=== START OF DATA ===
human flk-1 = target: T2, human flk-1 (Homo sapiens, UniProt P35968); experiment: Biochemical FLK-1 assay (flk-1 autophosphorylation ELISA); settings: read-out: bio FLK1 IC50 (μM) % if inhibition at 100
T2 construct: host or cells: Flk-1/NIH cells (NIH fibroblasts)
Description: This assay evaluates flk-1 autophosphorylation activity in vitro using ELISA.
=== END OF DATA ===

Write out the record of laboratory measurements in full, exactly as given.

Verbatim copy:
human flk-1 = target: T2, human flk-1 (Homo sapiens, UniProt P35968); experiment: Biochemical FLK-1 assay (flk-1 autophosphorylation ELISA); settings: read-out: bio FLK1 IC50 (μM) % if inhibition at 100
T2 construct: host or cells: Flk-1/NIH cells (NIH fibroblasts)
Description: This assay evaluates flk-1 autophosphorylation activity in vitro using ELISA.